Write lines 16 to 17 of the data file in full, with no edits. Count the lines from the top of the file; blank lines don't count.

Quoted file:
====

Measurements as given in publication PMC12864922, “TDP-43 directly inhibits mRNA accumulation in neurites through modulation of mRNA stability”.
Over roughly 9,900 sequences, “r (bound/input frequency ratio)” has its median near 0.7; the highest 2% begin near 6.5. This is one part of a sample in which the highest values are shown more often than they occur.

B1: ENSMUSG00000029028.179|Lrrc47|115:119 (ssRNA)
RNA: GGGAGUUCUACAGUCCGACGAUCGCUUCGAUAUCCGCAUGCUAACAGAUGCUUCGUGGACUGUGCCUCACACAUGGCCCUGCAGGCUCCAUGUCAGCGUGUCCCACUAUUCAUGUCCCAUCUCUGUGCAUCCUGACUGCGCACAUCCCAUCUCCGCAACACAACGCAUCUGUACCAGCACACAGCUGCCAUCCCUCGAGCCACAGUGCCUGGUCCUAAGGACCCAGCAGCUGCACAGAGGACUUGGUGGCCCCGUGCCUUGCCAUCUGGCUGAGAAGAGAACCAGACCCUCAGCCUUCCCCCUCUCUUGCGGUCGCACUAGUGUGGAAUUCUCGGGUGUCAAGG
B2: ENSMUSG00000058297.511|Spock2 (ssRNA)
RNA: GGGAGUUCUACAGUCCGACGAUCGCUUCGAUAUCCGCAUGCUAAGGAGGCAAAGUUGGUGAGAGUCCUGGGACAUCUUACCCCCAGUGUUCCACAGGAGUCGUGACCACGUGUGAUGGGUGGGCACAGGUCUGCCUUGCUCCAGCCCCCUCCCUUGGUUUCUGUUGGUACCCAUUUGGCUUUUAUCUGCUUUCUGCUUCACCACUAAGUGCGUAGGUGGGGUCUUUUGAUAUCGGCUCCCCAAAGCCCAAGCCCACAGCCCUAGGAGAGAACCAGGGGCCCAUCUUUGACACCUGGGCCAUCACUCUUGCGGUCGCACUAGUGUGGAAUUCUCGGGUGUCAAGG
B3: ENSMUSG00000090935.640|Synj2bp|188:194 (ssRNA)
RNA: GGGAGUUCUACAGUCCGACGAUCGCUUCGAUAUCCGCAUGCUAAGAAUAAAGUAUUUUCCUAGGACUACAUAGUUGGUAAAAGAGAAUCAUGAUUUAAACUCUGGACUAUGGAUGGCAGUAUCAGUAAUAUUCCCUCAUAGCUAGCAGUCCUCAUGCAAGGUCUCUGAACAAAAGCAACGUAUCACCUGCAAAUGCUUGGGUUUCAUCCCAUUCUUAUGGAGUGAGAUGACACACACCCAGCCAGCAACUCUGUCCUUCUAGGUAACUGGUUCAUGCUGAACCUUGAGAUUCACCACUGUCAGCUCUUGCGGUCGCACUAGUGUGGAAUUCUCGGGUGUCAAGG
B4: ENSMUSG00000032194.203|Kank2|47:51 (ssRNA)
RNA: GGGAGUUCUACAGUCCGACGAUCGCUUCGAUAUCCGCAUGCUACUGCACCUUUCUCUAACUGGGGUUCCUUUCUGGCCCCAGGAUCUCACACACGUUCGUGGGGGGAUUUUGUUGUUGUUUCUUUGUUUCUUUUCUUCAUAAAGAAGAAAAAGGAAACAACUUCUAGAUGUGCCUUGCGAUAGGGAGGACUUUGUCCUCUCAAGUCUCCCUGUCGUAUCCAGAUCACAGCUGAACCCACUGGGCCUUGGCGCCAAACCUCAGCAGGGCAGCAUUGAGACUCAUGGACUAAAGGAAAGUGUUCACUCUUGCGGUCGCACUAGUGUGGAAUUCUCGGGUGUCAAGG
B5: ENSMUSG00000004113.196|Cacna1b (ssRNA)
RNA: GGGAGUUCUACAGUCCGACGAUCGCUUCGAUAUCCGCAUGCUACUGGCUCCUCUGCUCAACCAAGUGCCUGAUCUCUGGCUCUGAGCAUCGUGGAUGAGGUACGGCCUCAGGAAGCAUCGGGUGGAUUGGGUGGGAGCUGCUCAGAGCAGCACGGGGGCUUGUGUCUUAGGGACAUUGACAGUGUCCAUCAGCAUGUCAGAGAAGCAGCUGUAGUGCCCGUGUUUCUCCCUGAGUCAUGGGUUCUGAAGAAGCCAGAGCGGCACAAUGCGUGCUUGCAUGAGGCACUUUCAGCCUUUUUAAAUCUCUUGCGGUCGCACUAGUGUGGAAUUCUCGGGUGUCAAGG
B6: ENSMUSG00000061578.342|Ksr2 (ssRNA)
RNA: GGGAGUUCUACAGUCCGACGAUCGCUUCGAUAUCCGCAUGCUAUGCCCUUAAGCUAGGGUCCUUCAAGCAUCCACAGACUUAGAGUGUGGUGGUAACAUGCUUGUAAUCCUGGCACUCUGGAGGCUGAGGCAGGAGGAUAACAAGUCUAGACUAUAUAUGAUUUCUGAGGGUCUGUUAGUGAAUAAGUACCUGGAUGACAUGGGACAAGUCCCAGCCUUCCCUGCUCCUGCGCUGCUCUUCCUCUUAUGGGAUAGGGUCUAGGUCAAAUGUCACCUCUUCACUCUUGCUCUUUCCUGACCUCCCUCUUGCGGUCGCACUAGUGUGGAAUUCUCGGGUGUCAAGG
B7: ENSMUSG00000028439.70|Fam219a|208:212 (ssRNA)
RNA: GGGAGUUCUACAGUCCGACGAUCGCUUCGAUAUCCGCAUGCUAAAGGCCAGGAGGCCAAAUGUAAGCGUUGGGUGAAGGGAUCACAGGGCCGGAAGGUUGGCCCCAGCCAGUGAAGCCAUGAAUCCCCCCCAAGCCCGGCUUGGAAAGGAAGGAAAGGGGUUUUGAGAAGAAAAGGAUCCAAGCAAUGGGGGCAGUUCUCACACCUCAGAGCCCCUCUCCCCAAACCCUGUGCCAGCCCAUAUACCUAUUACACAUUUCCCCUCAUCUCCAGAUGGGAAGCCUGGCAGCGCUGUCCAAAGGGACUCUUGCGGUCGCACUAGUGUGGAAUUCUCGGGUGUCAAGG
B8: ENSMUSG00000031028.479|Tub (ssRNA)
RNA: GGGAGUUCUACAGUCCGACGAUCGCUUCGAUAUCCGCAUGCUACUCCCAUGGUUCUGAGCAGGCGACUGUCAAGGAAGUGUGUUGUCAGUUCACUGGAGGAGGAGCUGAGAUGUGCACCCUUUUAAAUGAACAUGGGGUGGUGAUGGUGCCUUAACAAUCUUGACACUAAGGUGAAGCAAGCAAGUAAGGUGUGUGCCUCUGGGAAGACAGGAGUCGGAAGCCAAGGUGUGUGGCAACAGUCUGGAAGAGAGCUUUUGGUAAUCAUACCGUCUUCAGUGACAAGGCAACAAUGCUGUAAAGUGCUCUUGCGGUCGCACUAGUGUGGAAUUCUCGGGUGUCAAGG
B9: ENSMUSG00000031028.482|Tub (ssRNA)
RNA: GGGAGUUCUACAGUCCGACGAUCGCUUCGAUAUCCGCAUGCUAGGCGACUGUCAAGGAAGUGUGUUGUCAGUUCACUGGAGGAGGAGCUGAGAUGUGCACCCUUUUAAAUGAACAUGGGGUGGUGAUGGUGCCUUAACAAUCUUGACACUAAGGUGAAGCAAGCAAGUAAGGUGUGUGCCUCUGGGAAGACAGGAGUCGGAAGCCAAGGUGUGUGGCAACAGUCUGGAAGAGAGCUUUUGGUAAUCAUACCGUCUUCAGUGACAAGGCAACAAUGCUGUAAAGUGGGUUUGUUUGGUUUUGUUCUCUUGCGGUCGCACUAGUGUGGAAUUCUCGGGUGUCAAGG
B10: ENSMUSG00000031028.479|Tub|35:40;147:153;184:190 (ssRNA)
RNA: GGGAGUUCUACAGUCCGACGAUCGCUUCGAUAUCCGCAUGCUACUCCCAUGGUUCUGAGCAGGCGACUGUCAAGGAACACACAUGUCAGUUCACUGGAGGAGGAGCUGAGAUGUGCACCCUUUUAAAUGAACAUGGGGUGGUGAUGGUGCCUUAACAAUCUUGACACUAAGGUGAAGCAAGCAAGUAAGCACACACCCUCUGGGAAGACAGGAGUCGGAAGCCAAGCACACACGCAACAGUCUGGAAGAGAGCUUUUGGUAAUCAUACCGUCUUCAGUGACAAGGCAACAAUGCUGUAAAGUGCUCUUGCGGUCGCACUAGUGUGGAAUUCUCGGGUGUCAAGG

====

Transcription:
RNA: GGGAGUUCUACAGUCCGACGAUCGCUUCGAUAUCCGCAUGCUAAAGGCCAGGAGGCCAAAUGUAAGCGUUGGGUGAAGGGAUCACAGGGCCGGAAGGUUGGCCCCAGCCAGUGAAGCCAUGAAUCCCCCCCAAGCCCGGCUUGGAAAGGAAGGAAAGGGGUUUUGAGAAGAAAAGGAUCCAAGCAAUGGGGGCAGUUCUCACACCUCAGAGCCCCUCUCCCCAAACCCUGUGCCAGCCCAUAUACCUAUUACACAUUUCCCCUCAUCUCCAGAUGGGAAGCCUGGCAGCGCUGUCCAAAGGGACUCUUGCGGUCGCACUAGUGUGGAAUUCUCGGGUGUCAAGG
B8: ENSMUSG00000031028.479|Tub (ssRNA)